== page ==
Honing Their Skills
To hone their skills, Zalo and d’Art attend weekly classes at Kreuzung Dog Coach facility in nearby Pilot Point, Texas, under the tutelage of Brenda Kelly. “She deserves a lot of credit,” Zalo adds. “She has an eye for every little thing that needs improvement and how we can cut down our run times. In other words, she keeps us on track.”
Zalo, a martial-arts instructor and first-degree black belt in Brazilian Jiu Jitsu, manages multiple facilities in the Dallas area. That discipline calls for a high degree of concentration on fitness, focus, and the need for split-second decisions on the mat. Adapting to the moment and boasting a consistent training philosophy have served her well in Agility.
The pair take that to another level with CrossFit type workouts at home, where she holds him to do squats or positions him on her back for push-ups.
Their Velcro-like bonding extends far beyond the house three to four times a week on two- and four-mile hikes along with kayaking and paddleboarding on non-Agility trial summer weekends.
With origins in the Pyrenees Mountains, this herding breed is right at home outside as well as indoors. In d’Art’s case, home on the outskirts of Dallas, is a utopia with several acres, a barn, and a pond. And it comes with his own best friends, Kitty Kat and Scuba, a duck. “They follow him around like he’s a rock star,” laughs Zalo.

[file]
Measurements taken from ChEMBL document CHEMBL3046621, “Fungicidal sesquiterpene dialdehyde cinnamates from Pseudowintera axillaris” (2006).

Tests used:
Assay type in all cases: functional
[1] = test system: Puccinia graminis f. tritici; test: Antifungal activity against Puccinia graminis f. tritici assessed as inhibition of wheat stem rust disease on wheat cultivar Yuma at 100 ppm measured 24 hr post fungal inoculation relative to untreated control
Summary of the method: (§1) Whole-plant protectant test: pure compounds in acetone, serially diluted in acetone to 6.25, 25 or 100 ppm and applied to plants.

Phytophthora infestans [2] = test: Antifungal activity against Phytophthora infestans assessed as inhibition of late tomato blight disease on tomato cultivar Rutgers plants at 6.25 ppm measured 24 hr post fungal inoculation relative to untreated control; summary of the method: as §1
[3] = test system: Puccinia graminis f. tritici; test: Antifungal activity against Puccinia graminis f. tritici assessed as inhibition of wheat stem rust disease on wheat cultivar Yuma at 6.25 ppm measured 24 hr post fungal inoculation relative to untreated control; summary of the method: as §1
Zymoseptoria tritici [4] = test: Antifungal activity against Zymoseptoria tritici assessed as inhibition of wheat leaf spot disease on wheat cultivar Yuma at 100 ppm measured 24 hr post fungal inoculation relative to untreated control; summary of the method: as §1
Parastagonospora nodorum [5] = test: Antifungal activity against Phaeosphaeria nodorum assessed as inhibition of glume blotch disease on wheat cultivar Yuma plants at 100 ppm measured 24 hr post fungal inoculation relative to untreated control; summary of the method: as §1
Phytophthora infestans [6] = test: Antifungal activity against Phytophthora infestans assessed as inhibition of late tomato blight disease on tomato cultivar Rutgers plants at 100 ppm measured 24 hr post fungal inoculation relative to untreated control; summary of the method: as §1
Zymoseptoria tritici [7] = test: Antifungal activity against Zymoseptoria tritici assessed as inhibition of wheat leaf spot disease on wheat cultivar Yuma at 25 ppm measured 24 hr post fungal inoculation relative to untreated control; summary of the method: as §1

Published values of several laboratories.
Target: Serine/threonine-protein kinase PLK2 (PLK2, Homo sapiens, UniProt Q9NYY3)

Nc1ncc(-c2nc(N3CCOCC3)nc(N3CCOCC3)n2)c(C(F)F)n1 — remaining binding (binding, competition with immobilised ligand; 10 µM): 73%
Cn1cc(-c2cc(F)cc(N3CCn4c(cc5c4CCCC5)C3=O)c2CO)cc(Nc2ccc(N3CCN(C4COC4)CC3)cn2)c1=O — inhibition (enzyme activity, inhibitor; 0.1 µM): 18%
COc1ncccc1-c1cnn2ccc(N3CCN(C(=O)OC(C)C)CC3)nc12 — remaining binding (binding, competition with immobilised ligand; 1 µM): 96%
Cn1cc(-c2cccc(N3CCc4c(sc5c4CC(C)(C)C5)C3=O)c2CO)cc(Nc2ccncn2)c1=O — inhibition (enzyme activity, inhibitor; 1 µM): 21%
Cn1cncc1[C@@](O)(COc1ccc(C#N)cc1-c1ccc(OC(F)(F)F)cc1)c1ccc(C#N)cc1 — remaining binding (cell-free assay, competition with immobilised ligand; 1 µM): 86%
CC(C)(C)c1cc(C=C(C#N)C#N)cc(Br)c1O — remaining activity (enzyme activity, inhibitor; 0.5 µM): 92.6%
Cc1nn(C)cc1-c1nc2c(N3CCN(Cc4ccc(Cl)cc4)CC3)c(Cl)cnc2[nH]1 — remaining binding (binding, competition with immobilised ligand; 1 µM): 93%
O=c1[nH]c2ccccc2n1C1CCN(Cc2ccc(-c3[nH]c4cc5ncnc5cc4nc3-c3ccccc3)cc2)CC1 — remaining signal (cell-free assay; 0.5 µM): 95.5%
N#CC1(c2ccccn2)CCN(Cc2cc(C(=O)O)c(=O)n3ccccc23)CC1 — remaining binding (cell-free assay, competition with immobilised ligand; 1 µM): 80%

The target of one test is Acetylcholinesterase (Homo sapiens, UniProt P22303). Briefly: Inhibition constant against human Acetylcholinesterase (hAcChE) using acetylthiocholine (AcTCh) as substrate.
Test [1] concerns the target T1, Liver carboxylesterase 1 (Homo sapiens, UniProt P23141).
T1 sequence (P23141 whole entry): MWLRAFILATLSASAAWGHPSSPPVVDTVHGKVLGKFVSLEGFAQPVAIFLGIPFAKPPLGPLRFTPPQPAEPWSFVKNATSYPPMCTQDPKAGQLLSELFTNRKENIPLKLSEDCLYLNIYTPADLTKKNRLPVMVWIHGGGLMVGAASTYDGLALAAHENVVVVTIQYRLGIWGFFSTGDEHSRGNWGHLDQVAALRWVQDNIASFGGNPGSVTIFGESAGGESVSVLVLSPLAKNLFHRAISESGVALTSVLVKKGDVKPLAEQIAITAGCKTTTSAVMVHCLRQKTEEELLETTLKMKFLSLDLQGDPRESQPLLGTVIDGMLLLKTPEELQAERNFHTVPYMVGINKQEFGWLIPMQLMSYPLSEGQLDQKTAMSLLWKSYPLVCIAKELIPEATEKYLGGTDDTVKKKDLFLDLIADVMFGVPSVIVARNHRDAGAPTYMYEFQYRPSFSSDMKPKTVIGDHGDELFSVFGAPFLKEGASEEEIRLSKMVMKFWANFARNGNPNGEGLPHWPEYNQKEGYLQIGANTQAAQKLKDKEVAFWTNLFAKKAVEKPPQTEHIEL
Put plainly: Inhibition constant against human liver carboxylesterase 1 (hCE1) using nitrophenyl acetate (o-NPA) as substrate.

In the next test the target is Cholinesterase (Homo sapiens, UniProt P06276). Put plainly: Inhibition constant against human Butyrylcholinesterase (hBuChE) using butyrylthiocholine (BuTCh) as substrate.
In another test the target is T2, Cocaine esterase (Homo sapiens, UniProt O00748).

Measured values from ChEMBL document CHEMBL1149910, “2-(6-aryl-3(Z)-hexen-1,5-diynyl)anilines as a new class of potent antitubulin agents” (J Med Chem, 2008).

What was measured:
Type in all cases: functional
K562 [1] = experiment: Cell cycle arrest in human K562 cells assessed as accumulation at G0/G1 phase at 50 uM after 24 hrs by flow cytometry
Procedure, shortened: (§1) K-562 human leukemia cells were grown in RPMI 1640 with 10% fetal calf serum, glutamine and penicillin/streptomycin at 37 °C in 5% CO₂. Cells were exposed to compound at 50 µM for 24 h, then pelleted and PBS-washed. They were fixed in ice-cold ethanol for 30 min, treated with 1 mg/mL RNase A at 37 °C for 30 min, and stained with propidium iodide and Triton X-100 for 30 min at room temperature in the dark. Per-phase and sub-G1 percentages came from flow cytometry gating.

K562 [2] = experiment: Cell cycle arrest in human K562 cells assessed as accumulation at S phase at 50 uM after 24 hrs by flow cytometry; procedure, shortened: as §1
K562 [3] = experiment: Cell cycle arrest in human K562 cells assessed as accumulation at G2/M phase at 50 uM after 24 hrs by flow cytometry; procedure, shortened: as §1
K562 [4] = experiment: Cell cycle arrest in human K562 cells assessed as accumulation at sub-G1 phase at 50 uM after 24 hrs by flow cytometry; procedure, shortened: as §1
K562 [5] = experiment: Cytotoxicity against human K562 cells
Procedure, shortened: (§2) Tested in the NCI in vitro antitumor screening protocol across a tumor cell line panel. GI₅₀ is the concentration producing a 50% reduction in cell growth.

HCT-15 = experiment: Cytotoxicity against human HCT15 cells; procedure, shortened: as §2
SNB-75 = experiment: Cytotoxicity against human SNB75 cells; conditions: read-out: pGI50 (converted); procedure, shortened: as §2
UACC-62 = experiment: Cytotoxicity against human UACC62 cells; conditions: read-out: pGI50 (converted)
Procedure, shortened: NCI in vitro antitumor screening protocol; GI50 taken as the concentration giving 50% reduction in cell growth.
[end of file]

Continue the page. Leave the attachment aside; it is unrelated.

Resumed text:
“We have a turkey vulture that lays eggs in the barn every year. D’Art, who loves to steal eggs from the chickens and ducks, checks her nest but never bothers it because he knows they are her babies. And the crazy thing is that the momma bird allows him to do that. If my other dogs try it, she will drive them off.
D’Art isn’t a one-trick performer. He competes in Dock Diving, Conformation, Trick, Disc, and Coursing, too. But Agility remains his favorite, Zalo says. “That’s probably because it’s a team sport and requires both of us to bring our A-game each time out. Because the courses change, it’s challenging. I have to anticipate his movements and provide him split-second guidance.”
The Pyrenean Shepherd Club of America awarded him a Bronze Versatility Award at age 1 and two years later he reached the Platinum level, the youngest dog in breed history to do so.
D’Art’s versatility from dogs sports ranges far and wide. He is certified with Pet Partners, engaging in Read With Me and Walk With Me programs in local schools, and making weekly visitations to two area medical facilities, Children’s Medical Center Dallas and Scottish Rite for Children Hospital, pre-COVID. The former, where they returned May 10, provides popular trading cards for d’Art, too.
“D’Art is excited to get back to work,” Zalo smiles. “When I pulled his therapy-dog harness out of the closet the other day he started spinning and barking.”
He is also certified with the Pet Partners’ Animal-Assisted Crisis Response team that provides comfort and support to those affected by natural, human-caused, or technological disasters.
Although separated by about 950 miles, the co-owners boast lofty respect for each other.
“Terri has paid for all of d’Art’s health testing so that I am confident he is fit for the job,” says Zalo. “Anytime I have questions about his health care, she is always available to consult. You might say she is d’Art’s fairy Godmother.”
Walker adds, “Ela is d’Art’s modern version of a shepherd. They have a fantastic relationship and make a great team.”